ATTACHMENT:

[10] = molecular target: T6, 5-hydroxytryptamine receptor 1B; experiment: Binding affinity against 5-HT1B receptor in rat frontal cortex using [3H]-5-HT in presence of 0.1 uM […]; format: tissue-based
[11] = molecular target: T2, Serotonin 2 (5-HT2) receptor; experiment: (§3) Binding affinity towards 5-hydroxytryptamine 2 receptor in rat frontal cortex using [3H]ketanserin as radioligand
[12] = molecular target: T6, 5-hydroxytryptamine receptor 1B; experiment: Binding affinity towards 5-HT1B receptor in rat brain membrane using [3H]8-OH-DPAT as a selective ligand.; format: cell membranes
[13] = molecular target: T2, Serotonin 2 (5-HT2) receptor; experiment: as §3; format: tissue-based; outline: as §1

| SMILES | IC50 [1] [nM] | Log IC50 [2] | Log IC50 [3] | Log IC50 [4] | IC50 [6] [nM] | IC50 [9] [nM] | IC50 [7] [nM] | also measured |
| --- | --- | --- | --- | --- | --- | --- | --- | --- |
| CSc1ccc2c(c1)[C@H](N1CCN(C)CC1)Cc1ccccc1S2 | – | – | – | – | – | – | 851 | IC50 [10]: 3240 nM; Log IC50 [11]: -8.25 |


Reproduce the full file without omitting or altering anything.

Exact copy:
[10] = molecular target: T6, 5-hydroxytryptamine receptor 1B; experiment: Binding affinity against 5-HT1B receptor in rat frontal cortex using [3H]-5-HT in presence of 0.1 uM […]; format: tissue-based
[11] = molecular target: T2, Serotonin 2 (5-HT2) receptor; experiment: (§3) Binding affinity towards 5-hydroxytryptamine 2 receptor in rat frontal cortex using [3H]ketanserin as radioligand
[12] = molecular target: T6, 5-hydroxytryptamine receptor 1B; experiment: Binding affinity towards 5-HT1B receptor in rat brain membrane using [3H]8-OH-DPAT as a selective ligand.; format: cell membranes
[13] = molecular target: T2, Serotonin 2 (5-HT2) receptor; experiment: as §3; format: tissue-based; outline: as §1

| SMILES | IC50 [1] [nM] | Log IC50 [2] | Log IC50 [3] | Log IC50 [4] | IC50 [6] [nM] | IC50 [9] [nM] | IC50 [7] [nM] | also measured |
| --- | --- | --- | --- | --- | --- | --- | --- | --- |
| CSc1ccc2c(c1)[C@H](N1CCN(C)CC1)Cc1ccccc1S2 | – | – | – | – | – | – | 851 | IC50 [10]: 3240 nM; Log IC50 [11]: -8.25 |